The grief of losing a loved one is often compounded by the difficulty of trying to figure out what to do with their assets. The process of passing on the estate of a deceased relative or friend (the “Deceased”) can sometimes seem like trying to navigate through a labyrinth.
This article aims to provide some clarity around how to pass on the assets of the Deceased.
What is Probate?
Probate is the process of proving the legal validity of a will.
This process allows for any disputes around the will to be brought forward for settlement. It also allows a person to be officially appointed as the executor or personal representative (“Executor”) of the estate.
Once the process is complete the court will issue the estate grant.
Much of the Deceased’s assets, such as real property or bank accounts, cannot be transmitted to another person without this estate grant. The exception is property held in joint tenancy. However, holding property in joint tenancy has it owns risks.
It is customary for the lawyer’s fee for the estate grant to be paid from the estate, meaning the Executor does not have to pay out of pocket.
No Executor or No Will?
Usually the person who will be Executor is named in the will.
If no Executor is named, or there is no will, then the Wills, Estates and Succession Act, [SBC 2009] Chapter 13 sets out specific classes of persons who are allowed to apply to represent the estate.
If the Deceased left no will an estate grant will still be required to pass on assets such as real estate, bank accounts, cars, and stocks or other financial instruments.
However, low value bank accounts, stocks or other financial instruments, or cars may be able to be transmitted without an estate grant. This is at the discretion of the financial institution or ICBC.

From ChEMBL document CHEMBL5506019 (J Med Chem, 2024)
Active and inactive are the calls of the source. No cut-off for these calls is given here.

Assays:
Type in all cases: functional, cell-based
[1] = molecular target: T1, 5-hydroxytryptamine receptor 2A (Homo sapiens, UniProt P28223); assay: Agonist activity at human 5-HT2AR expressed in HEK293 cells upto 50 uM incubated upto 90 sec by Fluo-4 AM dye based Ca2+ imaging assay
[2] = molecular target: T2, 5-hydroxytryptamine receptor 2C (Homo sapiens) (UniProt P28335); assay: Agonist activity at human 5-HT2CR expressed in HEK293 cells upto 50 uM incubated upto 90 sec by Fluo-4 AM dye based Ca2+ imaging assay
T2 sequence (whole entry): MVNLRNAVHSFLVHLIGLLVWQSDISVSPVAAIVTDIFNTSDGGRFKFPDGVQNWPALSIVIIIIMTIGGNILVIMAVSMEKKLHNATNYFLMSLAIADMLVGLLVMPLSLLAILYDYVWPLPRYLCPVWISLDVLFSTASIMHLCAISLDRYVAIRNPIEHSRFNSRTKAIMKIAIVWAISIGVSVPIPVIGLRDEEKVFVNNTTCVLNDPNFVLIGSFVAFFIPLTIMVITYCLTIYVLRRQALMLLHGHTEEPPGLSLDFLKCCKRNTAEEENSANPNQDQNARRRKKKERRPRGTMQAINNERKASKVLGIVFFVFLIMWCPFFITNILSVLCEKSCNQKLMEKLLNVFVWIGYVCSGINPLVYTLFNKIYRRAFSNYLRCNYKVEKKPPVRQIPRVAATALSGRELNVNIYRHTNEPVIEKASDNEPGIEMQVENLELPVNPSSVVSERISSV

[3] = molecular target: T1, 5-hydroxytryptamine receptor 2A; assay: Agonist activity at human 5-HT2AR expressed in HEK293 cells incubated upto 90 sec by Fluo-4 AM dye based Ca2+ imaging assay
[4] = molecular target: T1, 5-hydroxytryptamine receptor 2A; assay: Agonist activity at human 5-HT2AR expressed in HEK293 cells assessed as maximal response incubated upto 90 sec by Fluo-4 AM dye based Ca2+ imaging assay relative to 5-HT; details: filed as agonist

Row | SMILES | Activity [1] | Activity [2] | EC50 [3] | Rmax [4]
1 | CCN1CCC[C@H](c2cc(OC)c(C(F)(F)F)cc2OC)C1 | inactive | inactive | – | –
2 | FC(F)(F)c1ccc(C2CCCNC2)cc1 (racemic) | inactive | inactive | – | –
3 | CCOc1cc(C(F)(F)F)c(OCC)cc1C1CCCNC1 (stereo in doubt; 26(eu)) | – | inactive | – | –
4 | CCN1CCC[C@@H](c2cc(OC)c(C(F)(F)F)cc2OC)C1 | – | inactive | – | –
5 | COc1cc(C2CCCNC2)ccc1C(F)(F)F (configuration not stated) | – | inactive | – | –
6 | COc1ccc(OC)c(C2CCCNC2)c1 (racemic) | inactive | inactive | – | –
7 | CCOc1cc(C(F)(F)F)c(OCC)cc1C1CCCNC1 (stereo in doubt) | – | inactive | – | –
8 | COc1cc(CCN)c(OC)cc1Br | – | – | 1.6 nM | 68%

The Estate Grant Process
The estate grant process involves searching for any other wills that might exist and advertising for creditors.
1. Legal Notice to All Parties
Notice that you are applying for the estate grant must also be given to all persons who have the legal right to challenge the will. This includes those who are disinherited and don’t have their names included in the will.
2. Preparing Legal Documents
A number of probate documents must be prepared in the required form and filed with the Supreme Court of BC along with a $200 filing fee. Details of the assets to be transmitted along with their value will also be sent.
3. Submitting Application and Notice of Probate Fees
Once the courts process the estate grant application a notice will be sent informing you of just how much is owed for probate fees. Probate fees vary by province, but in B.C. are approximately 1.4% of the total value of the estate.
If you have a $1,000,000 estate then probate fees are $14,000. If you have a will, this includes the value of all items being transmitted through the will, whether an estate grant is required to transmit these items or not.
The estate grant will not be released without payment of the probate fees. As the probate fee applies to all property, including real estate, the total amount that has to be paid can be very high indeed.
An estate planning lawyer can help review your estate and advise how to reduce the potential probate fees.
4. Approval and Debt Payment
Once the estate grant is released the Executor must pay out the estate’s debts from funds held in the estate, or by sale of the estate’s assets.
The Executor will also be responsible for ensuring taxes are filed and a final Clearance Certificate for the Estate should be issued by CRA.
5. Transfer of Assets
Finally, the Executor will then be able to transmit the assets in the estate to the rightful recipients under the will.
There are waiting periods before an Estate can be distributed to allow interested parties to make claims.
We hope you have a better understanding on how to legally move forward in the event that you become involved with an estate matter.
If you have any questions or need help obtaining an estate grant, you can call us directly at (778) 565-4700
or simply fill out our contact form to schedule a free consultation today.
The preceding content is for informational purposes only and does not constitute legal or professional advice. To obtain such advice, please contact our offices directly.